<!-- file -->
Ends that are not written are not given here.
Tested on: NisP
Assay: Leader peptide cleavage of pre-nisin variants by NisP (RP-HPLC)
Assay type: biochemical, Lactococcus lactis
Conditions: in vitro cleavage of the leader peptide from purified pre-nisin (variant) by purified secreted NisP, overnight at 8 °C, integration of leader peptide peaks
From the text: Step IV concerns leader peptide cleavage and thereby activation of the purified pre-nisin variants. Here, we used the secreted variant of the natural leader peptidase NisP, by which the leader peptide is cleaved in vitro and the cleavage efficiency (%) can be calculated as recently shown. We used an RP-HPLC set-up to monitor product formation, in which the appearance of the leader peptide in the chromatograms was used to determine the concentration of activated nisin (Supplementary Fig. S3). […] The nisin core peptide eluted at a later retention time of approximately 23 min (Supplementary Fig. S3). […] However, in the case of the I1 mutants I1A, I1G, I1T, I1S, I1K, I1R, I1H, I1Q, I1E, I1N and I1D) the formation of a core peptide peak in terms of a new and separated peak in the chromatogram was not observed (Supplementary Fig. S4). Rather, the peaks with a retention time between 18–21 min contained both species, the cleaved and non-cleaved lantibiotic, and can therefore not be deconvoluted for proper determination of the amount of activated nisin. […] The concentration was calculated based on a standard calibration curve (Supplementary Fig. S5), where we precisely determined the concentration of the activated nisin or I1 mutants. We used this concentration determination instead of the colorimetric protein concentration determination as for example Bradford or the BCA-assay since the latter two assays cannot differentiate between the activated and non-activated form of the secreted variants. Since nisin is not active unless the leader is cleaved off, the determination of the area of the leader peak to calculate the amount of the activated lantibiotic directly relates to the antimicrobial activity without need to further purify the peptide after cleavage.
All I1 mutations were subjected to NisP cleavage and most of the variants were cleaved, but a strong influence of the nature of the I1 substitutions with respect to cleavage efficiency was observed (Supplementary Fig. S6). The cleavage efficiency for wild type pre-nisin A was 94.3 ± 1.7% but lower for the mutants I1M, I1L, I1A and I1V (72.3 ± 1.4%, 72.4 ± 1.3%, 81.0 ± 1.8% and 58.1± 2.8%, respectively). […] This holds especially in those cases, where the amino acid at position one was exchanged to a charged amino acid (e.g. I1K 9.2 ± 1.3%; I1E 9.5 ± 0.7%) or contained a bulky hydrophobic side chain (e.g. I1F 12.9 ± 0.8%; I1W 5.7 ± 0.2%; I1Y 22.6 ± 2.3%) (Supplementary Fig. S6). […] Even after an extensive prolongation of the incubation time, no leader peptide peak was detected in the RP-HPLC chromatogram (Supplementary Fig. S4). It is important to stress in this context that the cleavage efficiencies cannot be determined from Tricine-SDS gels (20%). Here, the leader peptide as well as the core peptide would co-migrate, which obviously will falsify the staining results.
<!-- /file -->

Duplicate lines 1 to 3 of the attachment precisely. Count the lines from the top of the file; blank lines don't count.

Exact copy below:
Ends that are not written are not given here.
Tested on: NisP
Assay: Leader peptide cleavage of pre-nisin variants by NisP (RP-HPLC)